We knew that everything that happened was our fault. This is what jail taught you, if you were paying attention, or even if you weren’t. Even someone like me who thought it was all happening to make a great book one day, I realized that my sweet young pretty wife had lost her husband, that the stress that caused the outbreak of her epilepsy was no accident. I was the driving wheel. And I had a life too I was missing.

One thing that was true was that I did not get high in there. Others did, but I had no money and nothing to trade. You could bum cigarettes, for awhile, but nothing more. When I got out I was clean. I walked through the brightly colored Chinatown night on a Saturday straight to the Narcotics Anonymous meeting on 2nd Avenue at 2nd St. For the first time it meant something to me. For a little while anyway.

An oldtimer shared about how hard it was for junkies in the old days. How they had to carry identification so if the cops rolled up on them in the street and found two or more together they were arrested.

“This is a meeting of addicts who have found a better way,” he said. That they were really clean was something I could never believe before.

I raised my hand and told them what had happened to me. I got phone numbers, a meal and even the offer of a place to live. I wish I could say that I never used drugs again after that. Well, to be honest, that’s a lie, because I still wanted to get high. And I would because I was too scared to try anything else plus it was still sweet and compelling to me. Like a bad girlfriend.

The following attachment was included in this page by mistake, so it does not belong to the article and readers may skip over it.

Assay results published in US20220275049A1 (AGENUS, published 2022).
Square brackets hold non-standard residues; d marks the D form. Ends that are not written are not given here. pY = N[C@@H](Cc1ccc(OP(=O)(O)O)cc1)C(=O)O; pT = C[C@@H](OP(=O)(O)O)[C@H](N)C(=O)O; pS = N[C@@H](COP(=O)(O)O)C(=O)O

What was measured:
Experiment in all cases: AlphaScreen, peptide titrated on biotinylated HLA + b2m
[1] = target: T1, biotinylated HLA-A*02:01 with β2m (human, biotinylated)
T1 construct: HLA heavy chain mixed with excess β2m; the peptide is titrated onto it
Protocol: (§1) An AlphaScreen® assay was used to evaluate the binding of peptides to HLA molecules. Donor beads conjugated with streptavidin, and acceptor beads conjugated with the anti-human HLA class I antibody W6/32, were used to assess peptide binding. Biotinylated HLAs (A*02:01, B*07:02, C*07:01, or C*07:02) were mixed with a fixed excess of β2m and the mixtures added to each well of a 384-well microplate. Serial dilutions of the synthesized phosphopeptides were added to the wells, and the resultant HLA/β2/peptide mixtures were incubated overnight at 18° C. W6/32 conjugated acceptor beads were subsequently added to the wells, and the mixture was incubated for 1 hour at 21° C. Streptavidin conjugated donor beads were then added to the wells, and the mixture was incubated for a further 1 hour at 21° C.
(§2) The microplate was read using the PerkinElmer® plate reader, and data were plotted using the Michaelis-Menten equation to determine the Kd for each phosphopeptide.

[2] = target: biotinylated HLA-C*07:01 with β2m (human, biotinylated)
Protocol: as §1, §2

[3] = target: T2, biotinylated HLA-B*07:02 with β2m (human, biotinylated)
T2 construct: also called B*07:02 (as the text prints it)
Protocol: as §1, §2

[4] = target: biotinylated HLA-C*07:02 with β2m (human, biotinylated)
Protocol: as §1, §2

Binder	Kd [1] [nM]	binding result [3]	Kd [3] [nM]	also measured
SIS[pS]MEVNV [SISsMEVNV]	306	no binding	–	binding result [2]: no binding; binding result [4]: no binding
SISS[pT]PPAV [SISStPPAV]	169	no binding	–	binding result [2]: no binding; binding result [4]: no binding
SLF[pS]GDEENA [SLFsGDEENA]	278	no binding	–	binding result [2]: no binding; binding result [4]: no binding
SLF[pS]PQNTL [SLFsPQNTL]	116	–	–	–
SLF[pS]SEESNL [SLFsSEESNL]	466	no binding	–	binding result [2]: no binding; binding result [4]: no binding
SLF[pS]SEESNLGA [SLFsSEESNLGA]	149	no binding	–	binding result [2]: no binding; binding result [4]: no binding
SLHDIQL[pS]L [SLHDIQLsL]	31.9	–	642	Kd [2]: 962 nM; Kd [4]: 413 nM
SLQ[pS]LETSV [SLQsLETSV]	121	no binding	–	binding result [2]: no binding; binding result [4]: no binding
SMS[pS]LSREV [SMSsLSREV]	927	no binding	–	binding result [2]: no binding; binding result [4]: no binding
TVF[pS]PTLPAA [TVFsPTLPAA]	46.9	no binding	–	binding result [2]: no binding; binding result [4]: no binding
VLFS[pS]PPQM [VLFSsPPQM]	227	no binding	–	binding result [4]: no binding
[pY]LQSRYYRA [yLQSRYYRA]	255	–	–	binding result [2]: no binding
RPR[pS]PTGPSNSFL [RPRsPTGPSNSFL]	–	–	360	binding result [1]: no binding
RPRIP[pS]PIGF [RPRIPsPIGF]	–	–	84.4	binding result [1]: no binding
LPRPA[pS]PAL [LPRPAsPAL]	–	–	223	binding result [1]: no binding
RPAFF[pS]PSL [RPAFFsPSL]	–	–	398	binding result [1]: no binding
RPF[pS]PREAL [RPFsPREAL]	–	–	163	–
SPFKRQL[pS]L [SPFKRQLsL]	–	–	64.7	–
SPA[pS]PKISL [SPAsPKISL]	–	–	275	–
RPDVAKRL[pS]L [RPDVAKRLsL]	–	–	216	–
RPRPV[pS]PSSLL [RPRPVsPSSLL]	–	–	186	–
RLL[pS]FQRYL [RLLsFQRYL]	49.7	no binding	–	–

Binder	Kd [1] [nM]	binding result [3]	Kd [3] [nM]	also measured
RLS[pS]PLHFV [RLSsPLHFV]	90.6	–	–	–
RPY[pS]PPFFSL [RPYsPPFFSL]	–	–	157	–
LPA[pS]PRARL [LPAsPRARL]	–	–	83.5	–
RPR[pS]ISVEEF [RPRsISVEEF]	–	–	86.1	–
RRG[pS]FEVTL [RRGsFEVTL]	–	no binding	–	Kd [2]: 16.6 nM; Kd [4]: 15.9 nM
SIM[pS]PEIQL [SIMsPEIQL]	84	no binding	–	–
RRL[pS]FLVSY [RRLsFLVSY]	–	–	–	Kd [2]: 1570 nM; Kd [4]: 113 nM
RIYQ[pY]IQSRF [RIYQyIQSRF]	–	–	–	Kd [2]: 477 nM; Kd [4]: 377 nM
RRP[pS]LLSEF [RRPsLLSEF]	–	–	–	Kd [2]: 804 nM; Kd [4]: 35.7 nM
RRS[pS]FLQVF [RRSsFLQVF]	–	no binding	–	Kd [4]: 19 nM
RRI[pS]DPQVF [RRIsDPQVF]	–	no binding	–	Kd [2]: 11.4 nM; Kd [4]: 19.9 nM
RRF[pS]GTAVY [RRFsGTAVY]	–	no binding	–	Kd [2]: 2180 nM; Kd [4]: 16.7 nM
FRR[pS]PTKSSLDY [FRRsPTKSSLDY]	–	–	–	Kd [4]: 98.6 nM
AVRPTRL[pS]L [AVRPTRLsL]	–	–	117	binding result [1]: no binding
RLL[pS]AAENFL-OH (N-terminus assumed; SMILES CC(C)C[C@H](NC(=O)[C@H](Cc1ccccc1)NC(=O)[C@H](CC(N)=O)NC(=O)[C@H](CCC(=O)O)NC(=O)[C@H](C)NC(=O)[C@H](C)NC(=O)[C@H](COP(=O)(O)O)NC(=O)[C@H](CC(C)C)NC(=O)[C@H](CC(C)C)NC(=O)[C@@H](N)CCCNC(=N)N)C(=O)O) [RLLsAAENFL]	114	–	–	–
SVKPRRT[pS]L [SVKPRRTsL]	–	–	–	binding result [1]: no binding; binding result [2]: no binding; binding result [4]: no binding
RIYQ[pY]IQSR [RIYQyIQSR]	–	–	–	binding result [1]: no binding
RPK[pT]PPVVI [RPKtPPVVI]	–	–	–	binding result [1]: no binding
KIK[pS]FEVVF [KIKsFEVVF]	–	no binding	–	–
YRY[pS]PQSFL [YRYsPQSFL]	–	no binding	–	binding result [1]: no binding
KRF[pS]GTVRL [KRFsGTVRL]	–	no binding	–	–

"Jail House Blues" mp3
by Lightnin' Hopkins, 1950.
available on Classic Sides: 1946-1951

"Fish In The Jailhouse" mp3
by Tom Waits, 2006.
available on Orphans, Brawlers & Bastards

"30 Days In The Hole" mp3
by Humble Pie, 1972.
available on Smokin'

top photograph: © Ted Barron
Southside Doorway, Brooklyn, New York, 1996.
(click on image to enlarge)


Wardens World said...

Sounds like you were Scared Straight by the jail time, yet somehow it still took just a little longer to sink in. Wonder why that is...

Mike said...

Yeah. You never consider what your behavior is doing to the people you love. That's a hard damn thing when you get sober & realize. I know.
Thanks for sharing.
Oh, & hope your gig went well.